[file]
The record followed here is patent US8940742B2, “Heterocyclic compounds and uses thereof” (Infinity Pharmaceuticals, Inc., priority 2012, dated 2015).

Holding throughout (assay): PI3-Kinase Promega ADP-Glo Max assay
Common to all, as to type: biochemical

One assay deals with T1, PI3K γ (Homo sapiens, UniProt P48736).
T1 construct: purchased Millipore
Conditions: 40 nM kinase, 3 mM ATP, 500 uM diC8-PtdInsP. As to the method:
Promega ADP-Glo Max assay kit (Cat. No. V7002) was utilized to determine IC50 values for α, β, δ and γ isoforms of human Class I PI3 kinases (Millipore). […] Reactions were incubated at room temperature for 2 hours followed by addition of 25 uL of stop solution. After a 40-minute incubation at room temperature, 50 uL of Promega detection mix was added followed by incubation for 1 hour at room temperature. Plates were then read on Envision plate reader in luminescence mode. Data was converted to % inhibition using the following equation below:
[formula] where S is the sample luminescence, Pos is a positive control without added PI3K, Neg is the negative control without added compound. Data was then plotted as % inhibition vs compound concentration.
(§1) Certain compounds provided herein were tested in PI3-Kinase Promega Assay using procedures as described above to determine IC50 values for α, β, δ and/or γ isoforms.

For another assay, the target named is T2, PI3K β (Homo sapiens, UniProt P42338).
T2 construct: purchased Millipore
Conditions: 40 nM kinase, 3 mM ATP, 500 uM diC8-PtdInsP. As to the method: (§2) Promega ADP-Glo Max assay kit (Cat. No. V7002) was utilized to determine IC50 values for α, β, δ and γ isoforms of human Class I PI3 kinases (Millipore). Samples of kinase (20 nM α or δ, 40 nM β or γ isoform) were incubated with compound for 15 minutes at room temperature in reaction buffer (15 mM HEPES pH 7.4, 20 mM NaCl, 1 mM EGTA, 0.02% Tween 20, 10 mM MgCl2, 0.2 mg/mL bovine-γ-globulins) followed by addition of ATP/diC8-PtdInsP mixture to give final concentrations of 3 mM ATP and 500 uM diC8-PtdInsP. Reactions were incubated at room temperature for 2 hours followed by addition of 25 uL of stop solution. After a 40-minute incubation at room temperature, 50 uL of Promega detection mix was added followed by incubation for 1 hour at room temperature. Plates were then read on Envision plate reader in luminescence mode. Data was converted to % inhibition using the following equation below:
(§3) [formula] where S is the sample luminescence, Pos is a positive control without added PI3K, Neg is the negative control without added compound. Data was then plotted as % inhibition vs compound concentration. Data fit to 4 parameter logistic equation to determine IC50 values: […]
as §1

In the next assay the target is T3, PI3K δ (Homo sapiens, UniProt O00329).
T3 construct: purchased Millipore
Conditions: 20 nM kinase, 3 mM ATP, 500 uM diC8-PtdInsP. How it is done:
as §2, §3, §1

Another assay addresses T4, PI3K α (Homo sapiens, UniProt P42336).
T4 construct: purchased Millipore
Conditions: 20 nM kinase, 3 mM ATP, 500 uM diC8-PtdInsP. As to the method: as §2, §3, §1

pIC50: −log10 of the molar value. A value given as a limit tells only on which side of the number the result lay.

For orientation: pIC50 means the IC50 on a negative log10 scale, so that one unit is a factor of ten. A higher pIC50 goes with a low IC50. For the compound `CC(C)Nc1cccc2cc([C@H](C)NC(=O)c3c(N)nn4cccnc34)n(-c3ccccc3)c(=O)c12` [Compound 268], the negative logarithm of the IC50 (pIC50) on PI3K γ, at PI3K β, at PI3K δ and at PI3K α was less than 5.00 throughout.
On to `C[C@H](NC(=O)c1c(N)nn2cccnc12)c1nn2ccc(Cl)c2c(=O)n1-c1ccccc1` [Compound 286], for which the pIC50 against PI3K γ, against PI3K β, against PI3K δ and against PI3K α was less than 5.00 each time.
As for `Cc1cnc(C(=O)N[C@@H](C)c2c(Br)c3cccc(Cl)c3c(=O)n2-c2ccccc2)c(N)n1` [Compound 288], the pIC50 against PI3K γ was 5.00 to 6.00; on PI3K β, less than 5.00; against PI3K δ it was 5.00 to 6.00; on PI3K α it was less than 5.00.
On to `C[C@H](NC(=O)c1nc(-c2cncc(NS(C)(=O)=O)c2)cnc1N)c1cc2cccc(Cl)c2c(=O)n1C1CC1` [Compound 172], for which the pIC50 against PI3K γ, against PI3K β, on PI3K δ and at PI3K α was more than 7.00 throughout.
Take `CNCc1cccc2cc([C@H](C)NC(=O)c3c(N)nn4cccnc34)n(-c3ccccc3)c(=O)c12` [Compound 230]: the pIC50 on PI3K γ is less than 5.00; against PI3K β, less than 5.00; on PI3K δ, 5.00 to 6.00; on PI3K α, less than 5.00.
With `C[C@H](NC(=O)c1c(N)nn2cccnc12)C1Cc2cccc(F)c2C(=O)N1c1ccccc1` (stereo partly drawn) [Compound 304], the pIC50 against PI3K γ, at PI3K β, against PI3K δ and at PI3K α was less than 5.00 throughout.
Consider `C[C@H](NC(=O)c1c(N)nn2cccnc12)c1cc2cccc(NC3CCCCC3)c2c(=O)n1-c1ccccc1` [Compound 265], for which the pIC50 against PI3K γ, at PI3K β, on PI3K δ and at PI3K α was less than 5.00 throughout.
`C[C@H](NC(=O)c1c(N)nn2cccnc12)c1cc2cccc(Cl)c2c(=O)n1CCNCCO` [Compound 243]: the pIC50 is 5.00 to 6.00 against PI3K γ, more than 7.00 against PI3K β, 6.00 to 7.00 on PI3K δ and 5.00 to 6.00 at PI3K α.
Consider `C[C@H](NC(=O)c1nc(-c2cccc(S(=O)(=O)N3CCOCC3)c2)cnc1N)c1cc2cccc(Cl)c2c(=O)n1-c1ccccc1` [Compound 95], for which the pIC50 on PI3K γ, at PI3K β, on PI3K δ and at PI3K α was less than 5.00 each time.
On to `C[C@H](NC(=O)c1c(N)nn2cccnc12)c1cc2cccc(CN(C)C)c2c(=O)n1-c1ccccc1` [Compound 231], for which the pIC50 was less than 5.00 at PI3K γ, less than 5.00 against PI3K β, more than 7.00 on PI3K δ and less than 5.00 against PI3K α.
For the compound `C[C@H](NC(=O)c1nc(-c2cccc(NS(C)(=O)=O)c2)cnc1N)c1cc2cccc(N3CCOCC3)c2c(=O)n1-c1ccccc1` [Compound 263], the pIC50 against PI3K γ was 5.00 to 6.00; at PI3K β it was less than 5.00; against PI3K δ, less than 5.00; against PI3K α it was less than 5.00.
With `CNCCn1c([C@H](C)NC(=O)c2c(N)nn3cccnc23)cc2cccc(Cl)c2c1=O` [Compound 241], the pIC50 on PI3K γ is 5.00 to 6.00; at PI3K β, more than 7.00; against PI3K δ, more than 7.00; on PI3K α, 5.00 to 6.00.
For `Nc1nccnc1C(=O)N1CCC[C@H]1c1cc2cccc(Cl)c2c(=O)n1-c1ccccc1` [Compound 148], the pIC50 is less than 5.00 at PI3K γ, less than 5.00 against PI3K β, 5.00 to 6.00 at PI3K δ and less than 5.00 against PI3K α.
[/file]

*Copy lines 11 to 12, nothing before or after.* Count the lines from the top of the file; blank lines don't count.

T2 construct: purchased Millipore
Conditions: 40 nM kinase, 3 mM ATP, 500 uM diC8-PtdInsP. As to the method: (§2) Promega ADP-Glo Max assay kit (Cat. No. V7002) was utilized to determine IC50 values for α, β, δ and γ isoforms of human Class I PI3 kinases (Millipore). Samples of kinase (20 nM α or δ, 40 nM β or γ isoform) were incubated with compound for 15 minutes at room temperature in reaction buffer (15 mM HEPES pH 7.4, 20 mM NaCl, 1 mM EGTA, 0.02% Tween 20, 10 mM MgCl2, 0.2 mg/mL bovine-γ-globulins) followed by addition of ATP/diC8-PtdInsP mixture to give final concentrations of 3 mM ATP and 500 uM diC8-PtdInsP. Reactions were incubated at room temperature for 2 hours followed by addition of 25 uL of stop solution. After a 40-minute incubation at room temperature, 50 uL of Promega detection mix was added followed by incubation for 1 hour at room temperature. Plates were then read on Envision plate reader in luminescence mode. Data was converted to % inhibition using the following equation below: